National Battery Day is February 18; Capitol Hill Briefing, New Video, Infographics Highlight Great Need for Batteries in Green Energy, Low-Carbon Transportation
WASHINGTON, D.C., – Getting charged up about National Battery Day February 18, requires no batteries at all. Around the world, the need has never been greater for innovative storage solutions, especially advanced lead batteries. They have a 150-year proven track record and are poised to meet growing demand and future applications. The need for more research and investment in energy storage (synonymous with batteries) was made clear this week in Washington, D.C.
Capitol Hill Briefing: Bipartisan Agreement and Progressive Industry Research
Reports of divisions in Congress were disproved during a Capitol Hill briefing organized by Battery Council International on February 12, in advance of National Battery Day. California Rep. Mark Takano (Democrat) and New York Rep. Chris Collins (Republican) who serve as co-chairs of the Advanced Energy Storage Caucus, agreed that the need for research into energy storage is an area of alignment for both Democrats and Republicans.
Rep. Takano noted that he co-founded the caucus after a staff member provided him with a policy paper in 2015 that described energy storage as “the next big thing.” His goal is to advocate for advanced energy storage research and to explore policies that encourage battery storage development. “I’m passionate about this issue because [the] security and sustainability of our energy infrastructure affects every community across America.”
Takano added that “Energy storage is the future of renewable energy. Cheap grid-scale storage means that renewables can compete with fossil fuels on cost alone. This is not only better for our environment, but also makes our national grid more secure from natural disasters.”
Rep. Collins noted that energy storage means energy independence, “and that’s what’s good for America.” He said that the current downside of solar and wind power is that wind and sun aren’t always available, so “We have to store the energy in a way that’s real and sustainable, and the technology is not quite there … we need breakthroughs.” He stressed that the place for governmental funding is funding research, noting that the moon landing, semiconductors and other technological advancements are the result of government funding.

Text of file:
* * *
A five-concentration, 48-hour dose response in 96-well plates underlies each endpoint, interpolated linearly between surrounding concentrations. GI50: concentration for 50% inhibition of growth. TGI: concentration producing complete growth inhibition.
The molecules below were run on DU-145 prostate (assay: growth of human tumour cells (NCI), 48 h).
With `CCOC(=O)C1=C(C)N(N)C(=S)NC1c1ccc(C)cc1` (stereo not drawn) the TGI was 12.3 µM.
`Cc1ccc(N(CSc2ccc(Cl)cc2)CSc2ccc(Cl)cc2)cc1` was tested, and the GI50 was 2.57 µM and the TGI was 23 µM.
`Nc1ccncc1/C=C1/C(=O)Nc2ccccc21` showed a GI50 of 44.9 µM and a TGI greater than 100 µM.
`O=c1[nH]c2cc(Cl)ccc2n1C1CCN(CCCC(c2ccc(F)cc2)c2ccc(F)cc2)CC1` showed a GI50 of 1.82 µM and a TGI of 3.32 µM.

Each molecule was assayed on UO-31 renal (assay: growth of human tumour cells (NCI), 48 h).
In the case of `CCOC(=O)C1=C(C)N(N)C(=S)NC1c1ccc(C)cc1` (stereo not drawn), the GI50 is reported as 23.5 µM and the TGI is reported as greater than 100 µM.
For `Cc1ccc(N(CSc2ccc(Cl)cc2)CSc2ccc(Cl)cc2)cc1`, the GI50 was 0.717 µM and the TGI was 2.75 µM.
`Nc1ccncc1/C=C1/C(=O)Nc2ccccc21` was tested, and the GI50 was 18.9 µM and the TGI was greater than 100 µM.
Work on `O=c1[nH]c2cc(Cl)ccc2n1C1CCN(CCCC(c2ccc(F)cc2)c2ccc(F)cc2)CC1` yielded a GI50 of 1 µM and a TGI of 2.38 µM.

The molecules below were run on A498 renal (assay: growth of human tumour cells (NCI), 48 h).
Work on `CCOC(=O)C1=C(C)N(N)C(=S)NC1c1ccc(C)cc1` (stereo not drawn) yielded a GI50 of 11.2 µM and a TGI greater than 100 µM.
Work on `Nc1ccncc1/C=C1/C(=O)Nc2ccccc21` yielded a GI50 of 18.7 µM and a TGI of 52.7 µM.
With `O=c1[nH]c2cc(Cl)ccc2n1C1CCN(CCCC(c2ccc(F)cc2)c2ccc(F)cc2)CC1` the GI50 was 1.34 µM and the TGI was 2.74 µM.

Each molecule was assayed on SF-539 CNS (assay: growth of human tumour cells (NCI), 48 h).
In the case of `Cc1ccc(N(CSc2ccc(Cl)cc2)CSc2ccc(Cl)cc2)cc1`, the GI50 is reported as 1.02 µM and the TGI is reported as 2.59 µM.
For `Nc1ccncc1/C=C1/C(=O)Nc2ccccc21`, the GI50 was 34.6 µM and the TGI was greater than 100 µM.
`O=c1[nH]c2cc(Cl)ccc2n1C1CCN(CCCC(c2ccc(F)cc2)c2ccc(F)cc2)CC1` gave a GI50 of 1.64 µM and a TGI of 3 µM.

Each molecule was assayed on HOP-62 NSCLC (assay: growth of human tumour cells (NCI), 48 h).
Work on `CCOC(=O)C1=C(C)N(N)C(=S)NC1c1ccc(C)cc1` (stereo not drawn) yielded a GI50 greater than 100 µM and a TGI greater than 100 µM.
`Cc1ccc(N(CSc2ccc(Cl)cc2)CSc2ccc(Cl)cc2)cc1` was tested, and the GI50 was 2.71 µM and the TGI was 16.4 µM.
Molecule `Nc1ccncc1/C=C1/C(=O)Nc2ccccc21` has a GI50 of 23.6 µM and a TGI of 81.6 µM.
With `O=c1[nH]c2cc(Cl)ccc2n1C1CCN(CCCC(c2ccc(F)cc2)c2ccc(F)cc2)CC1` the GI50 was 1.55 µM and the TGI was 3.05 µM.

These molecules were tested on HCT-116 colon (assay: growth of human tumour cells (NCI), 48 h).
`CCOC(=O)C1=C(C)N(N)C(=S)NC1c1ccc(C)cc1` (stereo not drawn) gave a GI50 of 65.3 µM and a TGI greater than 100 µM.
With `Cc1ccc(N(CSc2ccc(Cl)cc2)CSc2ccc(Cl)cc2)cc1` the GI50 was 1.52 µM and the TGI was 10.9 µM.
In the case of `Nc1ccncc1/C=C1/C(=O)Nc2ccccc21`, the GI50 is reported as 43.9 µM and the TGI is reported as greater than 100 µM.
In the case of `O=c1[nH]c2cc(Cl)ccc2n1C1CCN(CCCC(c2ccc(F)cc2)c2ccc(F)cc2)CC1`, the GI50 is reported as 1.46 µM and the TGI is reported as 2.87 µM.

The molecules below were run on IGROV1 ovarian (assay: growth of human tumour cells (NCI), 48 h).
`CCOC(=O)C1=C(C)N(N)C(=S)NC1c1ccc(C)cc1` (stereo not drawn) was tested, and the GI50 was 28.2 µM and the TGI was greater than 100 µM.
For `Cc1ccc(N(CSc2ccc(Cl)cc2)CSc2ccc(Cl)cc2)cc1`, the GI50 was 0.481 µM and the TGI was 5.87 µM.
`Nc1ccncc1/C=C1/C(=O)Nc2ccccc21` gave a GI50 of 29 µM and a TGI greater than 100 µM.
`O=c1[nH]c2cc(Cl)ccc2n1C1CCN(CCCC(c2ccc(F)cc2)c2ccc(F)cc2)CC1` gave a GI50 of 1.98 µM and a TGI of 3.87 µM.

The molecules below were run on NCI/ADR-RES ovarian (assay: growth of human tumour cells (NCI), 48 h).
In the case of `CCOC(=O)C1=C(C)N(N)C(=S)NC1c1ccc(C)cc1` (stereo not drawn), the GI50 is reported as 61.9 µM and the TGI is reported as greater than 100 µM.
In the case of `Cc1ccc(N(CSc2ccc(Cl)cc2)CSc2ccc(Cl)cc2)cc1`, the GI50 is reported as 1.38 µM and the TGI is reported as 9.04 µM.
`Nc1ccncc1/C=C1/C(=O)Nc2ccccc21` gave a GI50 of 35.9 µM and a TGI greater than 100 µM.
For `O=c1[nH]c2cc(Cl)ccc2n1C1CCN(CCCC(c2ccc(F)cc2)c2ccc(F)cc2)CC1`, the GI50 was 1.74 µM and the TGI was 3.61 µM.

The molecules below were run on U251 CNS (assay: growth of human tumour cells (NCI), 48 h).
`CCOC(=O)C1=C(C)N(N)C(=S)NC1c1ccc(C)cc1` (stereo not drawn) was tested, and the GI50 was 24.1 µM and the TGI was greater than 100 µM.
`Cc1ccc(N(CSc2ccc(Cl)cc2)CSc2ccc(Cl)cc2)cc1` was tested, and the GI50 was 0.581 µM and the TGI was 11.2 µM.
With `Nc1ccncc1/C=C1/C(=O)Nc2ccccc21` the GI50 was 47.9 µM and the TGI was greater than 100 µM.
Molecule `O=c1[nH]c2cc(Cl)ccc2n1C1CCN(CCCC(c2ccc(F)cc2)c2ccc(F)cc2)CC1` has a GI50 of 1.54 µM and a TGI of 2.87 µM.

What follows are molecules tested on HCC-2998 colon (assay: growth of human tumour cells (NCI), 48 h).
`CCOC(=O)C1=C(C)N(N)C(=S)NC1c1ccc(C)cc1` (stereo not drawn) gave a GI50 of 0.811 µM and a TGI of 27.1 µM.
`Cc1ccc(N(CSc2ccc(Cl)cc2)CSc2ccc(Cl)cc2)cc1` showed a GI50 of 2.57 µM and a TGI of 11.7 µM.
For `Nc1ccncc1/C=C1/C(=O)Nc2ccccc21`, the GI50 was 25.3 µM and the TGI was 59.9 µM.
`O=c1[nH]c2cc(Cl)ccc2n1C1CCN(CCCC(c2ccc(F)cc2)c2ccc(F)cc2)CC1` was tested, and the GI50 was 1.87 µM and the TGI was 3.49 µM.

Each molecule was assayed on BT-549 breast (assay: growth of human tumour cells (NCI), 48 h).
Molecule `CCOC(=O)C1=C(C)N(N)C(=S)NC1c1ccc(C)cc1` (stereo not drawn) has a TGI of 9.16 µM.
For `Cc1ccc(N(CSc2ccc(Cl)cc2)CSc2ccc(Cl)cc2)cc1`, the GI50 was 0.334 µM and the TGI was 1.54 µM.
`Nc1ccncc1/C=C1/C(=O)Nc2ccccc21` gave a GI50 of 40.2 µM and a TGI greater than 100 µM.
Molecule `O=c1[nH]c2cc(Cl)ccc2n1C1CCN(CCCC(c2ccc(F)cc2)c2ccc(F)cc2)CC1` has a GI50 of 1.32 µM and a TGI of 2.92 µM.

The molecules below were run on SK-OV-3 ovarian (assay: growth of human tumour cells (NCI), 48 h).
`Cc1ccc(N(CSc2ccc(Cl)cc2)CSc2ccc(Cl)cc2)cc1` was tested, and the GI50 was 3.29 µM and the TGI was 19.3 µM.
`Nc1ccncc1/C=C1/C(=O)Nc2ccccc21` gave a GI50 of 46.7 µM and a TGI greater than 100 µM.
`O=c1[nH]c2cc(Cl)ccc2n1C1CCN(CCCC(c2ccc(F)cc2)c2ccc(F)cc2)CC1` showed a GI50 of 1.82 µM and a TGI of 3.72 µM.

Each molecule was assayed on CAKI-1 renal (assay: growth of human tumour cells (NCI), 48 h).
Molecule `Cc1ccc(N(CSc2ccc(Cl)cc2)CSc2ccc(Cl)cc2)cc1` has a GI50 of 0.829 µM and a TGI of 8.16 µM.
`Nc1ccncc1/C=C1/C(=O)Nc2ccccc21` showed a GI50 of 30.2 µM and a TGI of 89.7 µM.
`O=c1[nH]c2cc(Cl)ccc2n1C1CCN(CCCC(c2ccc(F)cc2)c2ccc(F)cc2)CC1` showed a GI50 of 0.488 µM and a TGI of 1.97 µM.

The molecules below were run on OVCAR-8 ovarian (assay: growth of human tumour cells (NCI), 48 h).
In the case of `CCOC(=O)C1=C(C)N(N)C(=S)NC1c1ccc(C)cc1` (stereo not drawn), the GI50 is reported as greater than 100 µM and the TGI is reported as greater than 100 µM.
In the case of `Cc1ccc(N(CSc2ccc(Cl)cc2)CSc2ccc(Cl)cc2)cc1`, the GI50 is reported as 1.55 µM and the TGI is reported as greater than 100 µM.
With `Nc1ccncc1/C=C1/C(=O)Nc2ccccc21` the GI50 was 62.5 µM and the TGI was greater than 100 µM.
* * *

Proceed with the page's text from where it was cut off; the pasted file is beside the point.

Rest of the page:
“In the energy storage world, if we’re going to be energy independent … and support all of the above [renewable sources], which includes modular nuclear, it’s always going to include some level of fossil fuels, [and] clean and efficient, it’s going to include wind and solar.” He recognized that many attending the briefing were Hill staffers. He advised them to “Bring this message back. ‘This is a good thing to support whether you’re a Republican or Democrat, and this is for America and its future. Energy independence is the holy grail of our future.’”
Takano’s closing message was to applaud the lead battery industry’s efforts, including lead battery recycling. “As we have honest conversations about batteries, battery storage and renewable energy, we cannot ignore the environmental life cycle of these batteries. I commend the leading science and business leaders who are pioneering developments on battery research. Together, we can pave the way for a sustainable future for every community.”